When Psychiatrists Fail to Diagnose Addictions
A recent report tells a troubling story of missed opportunities.
Posted Jan 21, 2018
According to the National Survey on Drug Use and Health (2016), in 2015 substance use disorders affected an estimated 7.8 percent of the U.S. population, representing 20.8 million people. Alcohol use disorders affected 15.7 million, and 2.7 million people had both an alcohol use disorder as well as a substance use disorder related to illicit drugs.
Substance use disorders often co-occur with mental illness. According to the same national survey, of the 43.5 million people with a mental illness, 20 percent of people suffer with both substance use disorders and mental illness, representing over 8 million people with co-occurring substance use and mental illness.
The current study
In order to better understand how psychiatry addresses co-occurring mental health and substance use, study authors Mark and Meinhofer (2018) analyzed data on office-based psychiatric visits from the 2012-2015 National Ambulatory Medical Care Survey to determine how care was being provided. They looked at diagnostic information and medication prescription to find out what conditions were being treated, and how they were being treated.
They found that psychiatrists diagnosed a substance use disorder on only 9 percent of office visits total. Mark and Meinhofer point out that this means that of the estimated 20 percent of patients with co-occurring mental illness and substance use disorder, less than half are receiving care when seen by outpatient psychiatry.
So, psychiatrists—who receive instruction in diagnosing and treating substance use disorders as part of general psychiatry training but not as extensively as those who complete addiction medicine fellowships—can improve the treatment of co-occurring conditions by looking more carefully for substance use disorders among their patients. The same is true for primary care providers, both for mental illness as well as substance use disorders, both of which are under-recognized in primary care settings (Petterson et al., 2014).
In order to better understand this situation, it is important to understand why millions of patients with substance use disorders presenting to outpatient psychiatrists aren’t being fully evaluated. Putative reasons include: lack of attention to signs and symptoms of substance use disorders; non-disclosure by patients who do not report substance-related problems when evaluated; and under-diagnosis and lack of treatment when a substance use disorder is known to be present.
This last possibility is concerning because it may arise from conscious and unconscious collusive influences—for example, physicians may be avoiding addressing substance use problems for patients who are reluctant to acknowledge such issues, or may downplay problems when they are discussed and fail to follow through. The reasons for these kinds of omissions can be individual and interpersonal, as well as systemic.
Alcohol use disorders are often hard to accept because alcohol is legal and part of social fabric for many, including doctors. Substance use disorders are often associated with stigma and shame, and this may make discussing them difficult without an adequate treatment alliance. Developing a good alliance requires time, and given problems with healthcare delivery, visits are shorter and doctors are more harried, allowing many problems to be neglected. Furthermore, family members who are aware of substance use problems may hesitate to notify their loved ones' healthcare providers.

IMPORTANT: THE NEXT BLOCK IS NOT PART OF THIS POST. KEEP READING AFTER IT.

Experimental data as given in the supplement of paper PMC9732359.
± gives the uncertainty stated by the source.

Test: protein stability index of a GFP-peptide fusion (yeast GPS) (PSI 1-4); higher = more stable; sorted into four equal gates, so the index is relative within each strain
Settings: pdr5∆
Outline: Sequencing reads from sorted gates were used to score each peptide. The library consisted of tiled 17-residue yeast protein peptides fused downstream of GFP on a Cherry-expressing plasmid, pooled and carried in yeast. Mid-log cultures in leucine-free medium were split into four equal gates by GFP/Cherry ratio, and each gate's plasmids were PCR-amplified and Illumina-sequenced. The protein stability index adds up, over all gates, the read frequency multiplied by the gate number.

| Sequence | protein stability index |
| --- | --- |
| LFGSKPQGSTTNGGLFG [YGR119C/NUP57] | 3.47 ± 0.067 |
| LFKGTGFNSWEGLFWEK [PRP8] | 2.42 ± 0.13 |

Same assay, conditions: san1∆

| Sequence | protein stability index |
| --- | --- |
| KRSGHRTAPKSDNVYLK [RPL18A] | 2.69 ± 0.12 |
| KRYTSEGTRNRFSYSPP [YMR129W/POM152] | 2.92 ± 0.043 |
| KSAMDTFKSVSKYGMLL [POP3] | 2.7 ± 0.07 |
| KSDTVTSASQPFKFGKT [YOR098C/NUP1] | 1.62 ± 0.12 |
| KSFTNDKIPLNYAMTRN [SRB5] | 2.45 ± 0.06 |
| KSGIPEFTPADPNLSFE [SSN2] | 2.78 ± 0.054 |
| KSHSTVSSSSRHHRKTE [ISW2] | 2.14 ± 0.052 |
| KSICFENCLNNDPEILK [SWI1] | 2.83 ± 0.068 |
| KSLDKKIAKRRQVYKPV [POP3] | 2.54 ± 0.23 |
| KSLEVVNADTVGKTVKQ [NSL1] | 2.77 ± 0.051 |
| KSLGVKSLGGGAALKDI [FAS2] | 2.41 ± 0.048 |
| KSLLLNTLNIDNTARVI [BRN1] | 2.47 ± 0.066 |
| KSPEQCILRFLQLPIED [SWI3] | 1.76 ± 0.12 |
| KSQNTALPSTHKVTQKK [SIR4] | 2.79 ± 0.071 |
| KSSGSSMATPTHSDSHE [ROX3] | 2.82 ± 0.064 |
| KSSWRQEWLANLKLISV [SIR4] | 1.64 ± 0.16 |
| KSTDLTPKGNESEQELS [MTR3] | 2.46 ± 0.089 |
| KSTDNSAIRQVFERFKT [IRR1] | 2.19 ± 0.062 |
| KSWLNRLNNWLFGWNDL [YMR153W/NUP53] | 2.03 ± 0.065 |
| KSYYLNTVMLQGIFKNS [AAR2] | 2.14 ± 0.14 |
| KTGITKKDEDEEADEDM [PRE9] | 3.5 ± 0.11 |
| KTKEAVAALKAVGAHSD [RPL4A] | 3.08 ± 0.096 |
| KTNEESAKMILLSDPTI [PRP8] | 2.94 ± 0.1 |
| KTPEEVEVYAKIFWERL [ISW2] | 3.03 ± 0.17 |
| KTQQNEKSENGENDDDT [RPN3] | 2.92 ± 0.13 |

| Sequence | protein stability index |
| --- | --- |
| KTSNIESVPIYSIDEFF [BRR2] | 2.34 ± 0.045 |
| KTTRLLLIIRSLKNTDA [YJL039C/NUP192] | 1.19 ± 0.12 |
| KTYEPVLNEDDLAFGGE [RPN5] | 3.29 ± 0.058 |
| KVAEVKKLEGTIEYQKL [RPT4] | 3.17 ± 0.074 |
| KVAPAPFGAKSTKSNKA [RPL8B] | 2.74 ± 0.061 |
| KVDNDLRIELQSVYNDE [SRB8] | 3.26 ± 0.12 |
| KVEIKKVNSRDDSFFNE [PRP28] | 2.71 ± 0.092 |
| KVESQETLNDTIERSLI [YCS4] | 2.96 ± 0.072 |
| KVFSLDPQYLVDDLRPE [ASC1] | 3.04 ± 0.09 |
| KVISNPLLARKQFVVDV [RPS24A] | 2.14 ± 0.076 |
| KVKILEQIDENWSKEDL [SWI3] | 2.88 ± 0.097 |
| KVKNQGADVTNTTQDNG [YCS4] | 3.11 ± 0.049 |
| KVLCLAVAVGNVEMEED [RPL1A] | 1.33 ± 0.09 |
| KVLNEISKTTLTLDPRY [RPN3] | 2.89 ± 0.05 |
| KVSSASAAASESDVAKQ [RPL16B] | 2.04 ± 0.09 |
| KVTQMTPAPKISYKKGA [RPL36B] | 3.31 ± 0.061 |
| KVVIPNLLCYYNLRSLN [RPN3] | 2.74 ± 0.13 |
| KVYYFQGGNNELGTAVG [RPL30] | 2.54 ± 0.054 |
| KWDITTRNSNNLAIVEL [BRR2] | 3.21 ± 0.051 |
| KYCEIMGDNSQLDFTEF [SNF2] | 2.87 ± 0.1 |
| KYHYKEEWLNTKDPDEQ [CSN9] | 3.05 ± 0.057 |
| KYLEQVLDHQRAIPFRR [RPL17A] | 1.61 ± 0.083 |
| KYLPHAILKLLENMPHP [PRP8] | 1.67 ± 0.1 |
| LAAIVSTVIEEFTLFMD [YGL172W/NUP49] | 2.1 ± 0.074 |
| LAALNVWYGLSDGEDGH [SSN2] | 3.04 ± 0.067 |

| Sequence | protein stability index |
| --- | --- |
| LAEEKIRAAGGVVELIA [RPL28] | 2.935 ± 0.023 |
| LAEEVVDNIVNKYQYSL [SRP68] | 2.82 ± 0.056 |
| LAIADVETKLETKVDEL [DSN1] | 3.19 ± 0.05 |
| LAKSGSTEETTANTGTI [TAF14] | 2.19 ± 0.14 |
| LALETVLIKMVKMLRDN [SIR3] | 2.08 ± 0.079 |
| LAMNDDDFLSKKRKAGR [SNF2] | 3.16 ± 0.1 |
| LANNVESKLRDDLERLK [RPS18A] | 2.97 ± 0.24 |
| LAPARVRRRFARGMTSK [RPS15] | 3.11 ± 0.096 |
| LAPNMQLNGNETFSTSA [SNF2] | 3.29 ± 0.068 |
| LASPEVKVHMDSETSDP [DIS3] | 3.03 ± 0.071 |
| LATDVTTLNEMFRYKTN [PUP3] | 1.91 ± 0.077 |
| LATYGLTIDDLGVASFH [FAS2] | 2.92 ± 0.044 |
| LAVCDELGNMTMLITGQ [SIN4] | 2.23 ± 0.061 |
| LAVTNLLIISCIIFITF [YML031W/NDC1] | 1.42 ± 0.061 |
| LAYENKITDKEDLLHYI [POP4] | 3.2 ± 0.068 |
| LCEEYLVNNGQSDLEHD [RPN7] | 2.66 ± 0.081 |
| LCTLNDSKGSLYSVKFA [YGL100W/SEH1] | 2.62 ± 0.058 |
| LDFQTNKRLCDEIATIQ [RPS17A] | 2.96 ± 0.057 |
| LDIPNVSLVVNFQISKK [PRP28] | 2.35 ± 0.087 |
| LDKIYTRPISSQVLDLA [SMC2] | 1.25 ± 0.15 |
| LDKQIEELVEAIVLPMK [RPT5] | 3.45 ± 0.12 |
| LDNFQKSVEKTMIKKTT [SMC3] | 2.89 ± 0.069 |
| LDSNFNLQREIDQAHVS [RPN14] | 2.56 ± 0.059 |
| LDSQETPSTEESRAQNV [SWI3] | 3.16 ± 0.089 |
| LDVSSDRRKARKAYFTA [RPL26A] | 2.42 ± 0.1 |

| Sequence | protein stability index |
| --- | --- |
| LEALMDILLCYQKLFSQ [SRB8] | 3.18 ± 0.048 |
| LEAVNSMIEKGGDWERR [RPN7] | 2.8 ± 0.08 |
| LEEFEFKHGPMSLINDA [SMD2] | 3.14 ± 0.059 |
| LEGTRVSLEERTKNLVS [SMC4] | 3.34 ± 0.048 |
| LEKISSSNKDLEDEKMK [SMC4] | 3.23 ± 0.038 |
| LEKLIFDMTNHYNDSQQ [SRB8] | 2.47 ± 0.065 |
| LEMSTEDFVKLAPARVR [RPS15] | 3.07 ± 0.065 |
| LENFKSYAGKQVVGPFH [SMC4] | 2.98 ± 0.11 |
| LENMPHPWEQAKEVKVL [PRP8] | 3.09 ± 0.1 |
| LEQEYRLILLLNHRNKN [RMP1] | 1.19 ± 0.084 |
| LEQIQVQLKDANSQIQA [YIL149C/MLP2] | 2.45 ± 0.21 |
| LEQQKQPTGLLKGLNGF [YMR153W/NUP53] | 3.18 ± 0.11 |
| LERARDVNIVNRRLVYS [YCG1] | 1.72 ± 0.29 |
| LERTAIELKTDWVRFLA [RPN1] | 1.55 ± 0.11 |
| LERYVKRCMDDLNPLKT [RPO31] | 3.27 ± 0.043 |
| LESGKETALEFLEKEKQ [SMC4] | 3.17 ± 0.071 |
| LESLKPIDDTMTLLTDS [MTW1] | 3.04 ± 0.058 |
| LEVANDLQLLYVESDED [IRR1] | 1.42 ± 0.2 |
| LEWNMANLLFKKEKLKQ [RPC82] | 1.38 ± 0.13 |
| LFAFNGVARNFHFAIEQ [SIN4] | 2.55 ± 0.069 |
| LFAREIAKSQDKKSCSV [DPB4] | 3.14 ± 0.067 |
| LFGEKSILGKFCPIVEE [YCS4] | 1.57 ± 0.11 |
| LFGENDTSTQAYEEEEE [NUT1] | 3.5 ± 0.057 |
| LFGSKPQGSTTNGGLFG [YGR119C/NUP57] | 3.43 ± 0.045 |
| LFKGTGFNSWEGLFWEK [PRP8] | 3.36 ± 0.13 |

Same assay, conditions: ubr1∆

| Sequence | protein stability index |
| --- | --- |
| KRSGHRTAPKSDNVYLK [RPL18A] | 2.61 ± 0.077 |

In addition, patients may avoid doctors who are more likely to ask about difficult subjects, leading to economically-driven pressures to steer clear of bringing up such issues. Patients may preferentially look for physicians who don’t address substance-related issues in depth, and physicians may be reluctant to alienate patients—perhaps more nowadays as consumer reviews become a driving force in the healthcare marketplace.
Future research identifying obstacles to diagnosis and treatment can identify interventions to help doctors and patients do a better job of identifying and addressing both mental illness as well as substance use disorders. Such interventions are likely to be on the level of individual practitioners, both in terms of initial medical training as well as professional development efforts for seasoned providers, and on the level of public education and reduction of stigma and concrete barriers to care (socioeconomic factors, under-supply of providers, lack of geographic access, entrenched complicity). Regardless, it is troubling that half of patients with substance use disorders and mental illness seeking care from psychiatrists in the community may not be receiving necessary services.
Key Substance Use and Mental Health Indicators in the United States: Results From the 2016 National Survey on Drug Use and Health. HHS pub no SMA 17-5044, NSDUH Series H-52. Rockville, MD, Substance Abuse and Mental Health Services Administration Center for Behavioral Health Statistics and Quality, 2017. https:// www.samhsa.gov/data https://www.samhsa.gov/data/sites/default/files/NSDUH-FFR1-2015/NSDUH-FFR1-2015/NSDUH-FFR1-2015.pdf
Petterson, S., Miller, B. F., Payne-Murphy, J. C., & Phillips, R. L., Jr. (2014). Mental health treatment in the primary care setting: Patterns and pathways. Families, Systems, & Health, 32(2), 157-166.
Center for Behavioral Health Statistics and Quality. (2016). Key substance use and mental health indicators in the United States: Results from the 2015 National Survey on Drug Use and Health (HHS Publication No. SMA 16-4984, NSDUH Series H-51). Retrieved from http://www.samhsa.gov/data/
Mark TL, Meinhofer A. (2018). The Extent to Which Psychiatrists Diagnose and Treat Substance Use Disorders.Psychiatric Services 2018; 00:1; doi: 10.1176/appi.ps.201700457